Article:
U.S. Secretary of Education Betsy DeVos often attracts a cloud of attention when she visits a school. At the very beginning of her tenure, she was met with protesters, angered by her support of policies like private school vouchers, who tried to bar her from entering a Washington, D.C., middle school. When she stopped at a Poway, Calif., school in May, her staff asked the district not to publicize the visit in advance, a decision that was later met with backlash online.
But she’s also been greeted warmly by Native Alaskan children in remote schools, watched as students at an Indianapolis charter school designed T-shirt cannons as part of a project-based learning program, and read books with young students who probably didn’t know anything about the controversy that tends to follow her.
When DeVos took office, Education Week set out to track every school visit she made. We recently did a massive update of our interactive visit tracker with dozens of new visits and accompanying photos, videos, social media, and related news coverage.
Click here to visit “Tracking School Visits by U.S. Secretary of Education Betsy DeVos.” You can also explore the map at the bottom of this post.
Here are three things to know about DeVos’ school visits:
As education secretary, most of DeVos’ visits have been to public schools.
DeVos has spent her life—and her tenure as secretary—advocating for school choice. While supporters contend that families—particularly low-income families—benefit from alternatives to traditional, district-run public schools, opponents argue those alternatives can divert money from the traditional public schools that most children attend. And, beyond more broadly accepted options like charter schools, DeVos has championed public programs to support private school choice. That includes her proposal for a $5 billion tax-credit scholarship program.
So it may surprise some DeVos detractors to see the patterns in her school visits. By our count, the secretary has visited 77 schools so far, and majority of those schools, 44, were district-operated public schools. She’s also visited 18 charter schools, which make up the second-biggest category. (After you check out the map, please let us know if we missed any.)
Regardless of what type of school DeVos visits, she focuses on the same message.
As I noted in a story this week, DeVos rarely used the term “school choice” on her recent back-to-school tour. Rather, she referred to “education freedom,” which she says includes the freedom to not even choose a school at all. Students should have the option to mix and match an education experience from various components, including home schooling, private school, apprenticeships, or private services to supplement their experiences at district-run school, she said on her tour stops. I spoke with some political communications and policy experts about whether this rhetorical twist might help warm public opinion to her tax-credit scholarship proposal.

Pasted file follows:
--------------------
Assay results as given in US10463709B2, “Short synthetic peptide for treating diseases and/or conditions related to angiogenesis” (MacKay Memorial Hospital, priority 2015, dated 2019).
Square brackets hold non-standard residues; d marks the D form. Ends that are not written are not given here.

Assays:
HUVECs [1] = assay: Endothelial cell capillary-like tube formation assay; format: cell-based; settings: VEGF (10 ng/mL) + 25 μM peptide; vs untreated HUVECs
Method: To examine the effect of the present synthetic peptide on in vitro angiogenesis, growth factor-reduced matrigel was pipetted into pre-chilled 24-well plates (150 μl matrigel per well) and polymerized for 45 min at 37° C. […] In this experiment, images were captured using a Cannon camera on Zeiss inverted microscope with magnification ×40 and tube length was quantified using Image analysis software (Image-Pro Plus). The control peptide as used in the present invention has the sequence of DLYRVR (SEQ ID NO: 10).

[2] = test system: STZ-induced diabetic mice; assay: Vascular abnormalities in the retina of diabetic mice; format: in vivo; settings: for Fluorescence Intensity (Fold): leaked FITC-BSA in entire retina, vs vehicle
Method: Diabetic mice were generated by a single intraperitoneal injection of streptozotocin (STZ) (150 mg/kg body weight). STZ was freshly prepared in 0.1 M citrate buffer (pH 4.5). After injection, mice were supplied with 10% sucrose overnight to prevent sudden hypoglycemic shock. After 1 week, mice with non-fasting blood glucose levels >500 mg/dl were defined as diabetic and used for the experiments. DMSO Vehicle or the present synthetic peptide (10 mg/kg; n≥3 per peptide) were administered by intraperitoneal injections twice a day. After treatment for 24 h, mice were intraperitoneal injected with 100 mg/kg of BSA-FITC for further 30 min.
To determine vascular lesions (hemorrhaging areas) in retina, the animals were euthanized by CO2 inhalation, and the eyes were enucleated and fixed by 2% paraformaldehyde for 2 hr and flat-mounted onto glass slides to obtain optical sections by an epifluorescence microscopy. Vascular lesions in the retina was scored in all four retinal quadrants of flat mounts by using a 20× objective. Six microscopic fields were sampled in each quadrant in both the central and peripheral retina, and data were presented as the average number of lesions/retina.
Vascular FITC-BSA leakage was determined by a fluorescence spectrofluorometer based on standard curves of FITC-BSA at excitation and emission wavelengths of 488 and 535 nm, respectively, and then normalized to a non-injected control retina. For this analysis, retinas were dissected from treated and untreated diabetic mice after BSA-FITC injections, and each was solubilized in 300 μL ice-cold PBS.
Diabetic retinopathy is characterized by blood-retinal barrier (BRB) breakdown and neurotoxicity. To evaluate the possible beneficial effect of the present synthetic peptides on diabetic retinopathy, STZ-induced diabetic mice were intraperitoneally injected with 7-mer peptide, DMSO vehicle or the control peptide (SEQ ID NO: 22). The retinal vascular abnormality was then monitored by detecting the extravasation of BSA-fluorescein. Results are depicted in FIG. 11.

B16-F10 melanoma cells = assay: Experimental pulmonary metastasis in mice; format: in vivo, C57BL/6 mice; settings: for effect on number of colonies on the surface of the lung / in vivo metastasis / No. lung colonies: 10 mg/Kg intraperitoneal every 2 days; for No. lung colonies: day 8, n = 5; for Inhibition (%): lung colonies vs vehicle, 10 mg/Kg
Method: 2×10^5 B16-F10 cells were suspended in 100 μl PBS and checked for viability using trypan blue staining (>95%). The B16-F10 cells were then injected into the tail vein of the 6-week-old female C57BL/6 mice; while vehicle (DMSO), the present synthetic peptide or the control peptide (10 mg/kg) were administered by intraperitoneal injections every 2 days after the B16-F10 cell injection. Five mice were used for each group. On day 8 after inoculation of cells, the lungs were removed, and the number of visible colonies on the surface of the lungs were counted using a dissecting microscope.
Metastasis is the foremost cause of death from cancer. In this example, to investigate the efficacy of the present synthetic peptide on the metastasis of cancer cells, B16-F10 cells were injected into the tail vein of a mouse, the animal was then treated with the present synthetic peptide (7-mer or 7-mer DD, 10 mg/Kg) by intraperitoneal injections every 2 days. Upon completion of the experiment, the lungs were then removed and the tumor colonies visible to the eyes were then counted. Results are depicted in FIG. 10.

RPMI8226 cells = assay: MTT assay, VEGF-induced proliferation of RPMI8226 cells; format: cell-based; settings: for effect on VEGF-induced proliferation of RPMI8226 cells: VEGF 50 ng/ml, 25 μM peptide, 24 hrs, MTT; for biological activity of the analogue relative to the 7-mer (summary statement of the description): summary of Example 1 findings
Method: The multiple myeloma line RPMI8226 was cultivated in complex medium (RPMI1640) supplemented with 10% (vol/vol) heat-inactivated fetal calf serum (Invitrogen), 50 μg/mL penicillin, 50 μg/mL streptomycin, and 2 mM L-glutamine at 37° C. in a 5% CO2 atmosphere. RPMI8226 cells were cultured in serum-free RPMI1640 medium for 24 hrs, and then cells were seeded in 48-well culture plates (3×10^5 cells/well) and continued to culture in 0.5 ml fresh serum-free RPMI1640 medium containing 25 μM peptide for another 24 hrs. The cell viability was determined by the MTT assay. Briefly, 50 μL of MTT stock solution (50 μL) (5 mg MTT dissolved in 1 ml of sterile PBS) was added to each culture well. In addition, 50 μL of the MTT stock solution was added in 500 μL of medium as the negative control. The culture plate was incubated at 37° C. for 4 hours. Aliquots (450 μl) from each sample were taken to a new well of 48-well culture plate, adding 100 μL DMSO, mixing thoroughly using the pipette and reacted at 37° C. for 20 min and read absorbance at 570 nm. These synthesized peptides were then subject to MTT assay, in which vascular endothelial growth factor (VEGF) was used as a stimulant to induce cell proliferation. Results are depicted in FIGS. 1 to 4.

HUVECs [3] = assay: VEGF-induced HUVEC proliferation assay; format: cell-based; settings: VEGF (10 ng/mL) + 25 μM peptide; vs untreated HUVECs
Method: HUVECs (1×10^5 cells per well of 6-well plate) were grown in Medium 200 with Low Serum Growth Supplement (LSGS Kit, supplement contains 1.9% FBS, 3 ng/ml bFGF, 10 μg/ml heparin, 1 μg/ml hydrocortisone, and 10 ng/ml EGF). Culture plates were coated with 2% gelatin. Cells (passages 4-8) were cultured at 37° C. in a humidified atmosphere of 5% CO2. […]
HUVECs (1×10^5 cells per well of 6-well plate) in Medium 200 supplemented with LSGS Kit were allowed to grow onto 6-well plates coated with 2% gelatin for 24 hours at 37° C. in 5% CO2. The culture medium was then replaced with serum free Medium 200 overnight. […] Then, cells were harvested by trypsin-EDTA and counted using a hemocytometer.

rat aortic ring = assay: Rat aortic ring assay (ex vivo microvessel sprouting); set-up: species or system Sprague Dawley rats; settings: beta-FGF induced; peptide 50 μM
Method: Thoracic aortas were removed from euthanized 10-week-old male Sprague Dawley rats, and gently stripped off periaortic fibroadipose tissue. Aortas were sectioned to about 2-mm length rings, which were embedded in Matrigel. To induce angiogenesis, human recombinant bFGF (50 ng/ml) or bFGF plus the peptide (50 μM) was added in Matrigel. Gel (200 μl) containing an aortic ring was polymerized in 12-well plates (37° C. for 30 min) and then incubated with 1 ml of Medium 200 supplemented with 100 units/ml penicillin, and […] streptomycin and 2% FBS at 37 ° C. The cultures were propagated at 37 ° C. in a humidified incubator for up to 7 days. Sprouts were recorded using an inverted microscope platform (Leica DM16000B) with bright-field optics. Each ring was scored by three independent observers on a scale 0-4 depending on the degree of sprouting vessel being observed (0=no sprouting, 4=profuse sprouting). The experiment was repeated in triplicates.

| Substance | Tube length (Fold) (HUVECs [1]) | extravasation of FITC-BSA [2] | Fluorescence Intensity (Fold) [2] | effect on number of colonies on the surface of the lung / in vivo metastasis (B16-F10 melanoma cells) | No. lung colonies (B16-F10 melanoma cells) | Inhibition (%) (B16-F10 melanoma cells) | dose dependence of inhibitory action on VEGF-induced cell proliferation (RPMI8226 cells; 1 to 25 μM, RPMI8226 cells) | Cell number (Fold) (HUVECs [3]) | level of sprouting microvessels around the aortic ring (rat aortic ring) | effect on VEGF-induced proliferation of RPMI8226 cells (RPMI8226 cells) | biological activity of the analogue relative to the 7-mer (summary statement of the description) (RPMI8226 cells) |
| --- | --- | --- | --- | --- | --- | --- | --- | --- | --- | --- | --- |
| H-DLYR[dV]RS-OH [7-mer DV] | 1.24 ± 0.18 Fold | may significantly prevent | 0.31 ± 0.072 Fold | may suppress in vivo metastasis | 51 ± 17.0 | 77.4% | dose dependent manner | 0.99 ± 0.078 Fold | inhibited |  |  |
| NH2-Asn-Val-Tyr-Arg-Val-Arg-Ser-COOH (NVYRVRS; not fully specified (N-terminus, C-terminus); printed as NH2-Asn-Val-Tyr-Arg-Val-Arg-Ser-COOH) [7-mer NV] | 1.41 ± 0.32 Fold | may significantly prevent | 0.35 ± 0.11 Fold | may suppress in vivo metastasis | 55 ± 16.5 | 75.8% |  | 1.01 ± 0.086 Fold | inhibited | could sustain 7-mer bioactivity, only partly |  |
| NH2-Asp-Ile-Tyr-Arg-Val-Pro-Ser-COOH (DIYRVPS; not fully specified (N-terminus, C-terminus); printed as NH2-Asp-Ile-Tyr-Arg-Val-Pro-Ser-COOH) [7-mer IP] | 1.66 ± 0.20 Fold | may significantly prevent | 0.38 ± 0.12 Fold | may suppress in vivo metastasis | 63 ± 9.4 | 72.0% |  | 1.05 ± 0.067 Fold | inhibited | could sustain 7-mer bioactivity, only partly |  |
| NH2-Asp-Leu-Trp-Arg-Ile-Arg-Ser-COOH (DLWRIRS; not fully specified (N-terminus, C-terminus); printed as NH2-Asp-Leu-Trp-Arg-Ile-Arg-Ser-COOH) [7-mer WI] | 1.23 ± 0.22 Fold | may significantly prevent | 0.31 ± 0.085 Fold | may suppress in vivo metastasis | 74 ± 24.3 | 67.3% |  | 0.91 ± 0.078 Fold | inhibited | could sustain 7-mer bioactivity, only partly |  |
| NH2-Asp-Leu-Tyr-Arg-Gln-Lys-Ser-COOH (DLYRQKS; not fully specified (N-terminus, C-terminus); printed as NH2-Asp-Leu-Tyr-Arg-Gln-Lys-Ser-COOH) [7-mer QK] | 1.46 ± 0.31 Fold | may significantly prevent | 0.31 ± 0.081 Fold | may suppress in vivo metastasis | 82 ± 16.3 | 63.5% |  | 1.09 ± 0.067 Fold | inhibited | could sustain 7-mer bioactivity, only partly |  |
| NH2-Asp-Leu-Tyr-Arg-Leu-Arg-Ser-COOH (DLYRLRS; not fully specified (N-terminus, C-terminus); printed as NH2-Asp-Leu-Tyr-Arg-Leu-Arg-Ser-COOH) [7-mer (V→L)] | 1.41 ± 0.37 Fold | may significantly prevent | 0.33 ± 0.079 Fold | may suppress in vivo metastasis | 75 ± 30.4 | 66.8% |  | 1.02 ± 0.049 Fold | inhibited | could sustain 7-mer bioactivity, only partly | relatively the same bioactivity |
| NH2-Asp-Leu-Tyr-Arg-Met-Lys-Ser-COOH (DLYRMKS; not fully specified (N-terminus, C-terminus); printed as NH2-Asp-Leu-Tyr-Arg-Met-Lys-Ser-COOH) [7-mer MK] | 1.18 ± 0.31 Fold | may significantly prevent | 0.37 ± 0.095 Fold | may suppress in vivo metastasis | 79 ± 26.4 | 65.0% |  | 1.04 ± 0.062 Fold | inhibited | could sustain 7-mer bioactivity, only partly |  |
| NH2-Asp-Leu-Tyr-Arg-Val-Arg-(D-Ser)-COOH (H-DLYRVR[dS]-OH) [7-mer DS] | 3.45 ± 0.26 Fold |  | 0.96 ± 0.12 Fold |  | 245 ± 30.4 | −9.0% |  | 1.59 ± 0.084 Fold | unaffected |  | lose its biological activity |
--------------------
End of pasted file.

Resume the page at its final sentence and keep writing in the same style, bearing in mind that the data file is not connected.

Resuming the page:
While some Trump administration officials seem skeptical that the “Education Freedom Scholarship” proposal will pass Congress and be enacted, DeVos still has a megaphone that could draw attention to similar state-level policies, the folks I spoke to said.
Even before her recent tour, DeVos spoke of “rethinking” education at almost every visit, even those to traditional public schools, which she referred to as “government-assigned schools” on a recent tour stop. What does that “rethinking” look like? Examples include magnet programs, project-based learning, public schools with computer labs that allow students to explore self-guided coursework, and dual enrollment programs, she says.
DeVos has a unique public profile compared to past education secretaries.
While past education secretaries, like those appointed by President Barack Obama, sometimes faced protests, or even calls to resign by national teachers unions, DeVos is a uniquely visible and divisive figure. A billionaire, she flies on her own private plane when she travels. And, at the direction of a Justice Department official, she also travels with U.S. Marshals, which has caused some critics to raise eyebrows. After Politico reported that DeVos’ security detail cost about $6.24 million in the recently ended 2019 fiscal year, former Obama-era Education Secretary Arne Duncan criticized the expense:
That money could sure buy a lot of books for kids... https://t.co/zjCj4S45UP
— Arne Duncan (@arneduncan) October 2, 2019
That prompted this response from a DeVos spokesperson:
It is baffling that Arne Duncan would find fault with the person who is being threatened, instead of blaming the people who are doing the threatening. Victim-blaming comments like this inflame heated rhetoric and are part of the problem, not the solution. https://t.co/S3pFMSX9QI
— ED Press Secretary (@EDPressSec) October 2, 2019
What are your takeaways from DeVos’ school visits? Explore our map below.
Photo: Secretary of Education Betsy DeVos talks with pre-k students Alivia, 5, and Kellen, 5, while visiting the Van Wert Early Childhood Center in Van Wert, Ohio, in April, 2017 --Cathie Rowand/The Journal-Gazette via AP